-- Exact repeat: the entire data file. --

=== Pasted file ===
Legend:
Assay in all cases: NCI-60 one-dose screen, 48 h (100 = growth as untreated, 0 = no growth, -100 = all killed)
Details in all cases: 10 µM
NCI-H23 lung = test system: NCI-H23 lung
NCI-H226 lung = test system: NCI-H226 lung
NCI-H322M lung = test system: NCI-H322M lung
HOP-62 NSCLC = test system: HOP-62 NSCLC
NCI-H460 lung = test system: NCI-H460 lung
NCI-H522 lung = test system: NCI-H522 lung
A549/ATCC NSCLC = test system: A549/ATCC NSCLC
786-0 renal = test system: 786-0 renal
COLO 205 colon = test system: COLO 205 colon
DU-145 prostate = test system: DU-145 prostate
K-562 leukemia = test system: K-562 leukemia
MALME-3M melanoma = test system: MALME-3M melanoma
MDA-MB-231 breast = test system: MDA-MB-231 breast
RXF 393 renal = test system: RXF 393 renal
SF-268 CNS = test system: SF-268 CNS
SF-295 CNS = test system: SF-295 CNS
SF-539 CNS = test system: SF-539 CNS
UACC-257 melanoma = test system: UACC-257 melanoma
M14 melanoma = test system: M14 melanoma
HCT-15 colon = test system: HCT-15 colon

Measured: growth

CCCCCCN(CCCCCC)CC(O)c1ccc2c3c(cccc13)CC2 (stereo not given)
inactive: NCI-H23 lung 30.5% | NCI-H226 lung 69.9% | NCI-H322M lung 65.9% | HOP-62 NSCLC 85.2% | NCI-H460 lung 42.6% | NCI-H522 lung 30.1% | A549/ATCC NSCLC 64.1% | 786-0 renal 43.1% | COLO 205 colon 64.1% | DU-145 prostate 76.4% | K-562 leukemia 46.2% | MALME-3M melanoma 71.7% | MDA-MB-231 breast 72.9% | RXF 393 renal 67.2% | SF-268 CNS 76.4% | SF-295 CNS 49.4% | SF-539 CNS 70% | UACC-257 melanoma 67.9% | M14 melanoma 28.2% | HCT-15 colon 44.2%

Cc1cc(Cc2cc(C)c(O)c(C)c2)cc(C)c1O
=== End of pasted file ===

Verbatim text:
Legend:
Assay in all cases: NCI-60 one-dose screen, 48 h (100 = growth as untreated, 0 = no growth, -100 = all killed)
Details in all cases: 10 µM
NCI-H23 lung = test system: NCI-H23 lung
NCI-H226 lung = test system: NCI-H226 lung
NCI-H322M lung = test system: NCI-H322M lung
HOP-62 NSCLC = test system: HOP-62 NSCLC
NCI-H460 lung = test system: NCI-H460 lung
NCI-H522 lung = test system: NCI-H522 lung
A549/ATCC NSCLC = test system: A549/ATCC NSCLC
786-0 renal = test system: 786-0 renal
COLO 205 colon = test system: COLO 205 colon
DU-145 prostate = test system: DU-145 prostate
K-562 leukemia = test system: K-562 leukemia
MALME-3M melanoma = test system: MALME-3M melanoma
MDA-MB-231 breast = test system: MDA-MB-231 breast
RXF 393 renal = test system: RXF 393 renal
SF-268 CNS = test system: SF-268 CNS
SF-295 CNS = test system: SF-295 CNS
SF-539 CNS = test system: SF-539 CNS
UACC-257 melanoma = test system: UACC-257 melanoma
M14 melanoma = test system: M14 melanoma
HCT-15 colon = test system: HCT-15 colon

Measured: growth

CCCCCCN(CCCCCC)CC(O)c1ccc2c3c(cccc13)CC2 (stereo not given)
inactive: NCI-H23 lung 30.5% | NCI-H226 lung 69.9% | NCI-H322M lung 65.9% | HOP-62 NSCLC 85.2% | NCI-H460 lung 42.6% | NCI-H522 lung 30.1% | A549/ATCC NSCLC 64.1% | 786-0 renal 43.1% | COLO 205 colon 64.1% | DU-145 prostate 76.4% | K-562 leukemia 46.2% | MALME-3M melanoma 71.7% | MDA-MB-231 breast 72.9% | RXF 393 renal 67.2% | SF-268 CNS 76.4% | SF-295 CNS 49.4% | SF-539 CNS 70% | UACC-257 melanoma 67.9% | M14 melanoma 28.2% | HCT-15 colon 44.2%

Cc1cc(Cc2cc(C)c(O)c(C)c2)cc(C)c1O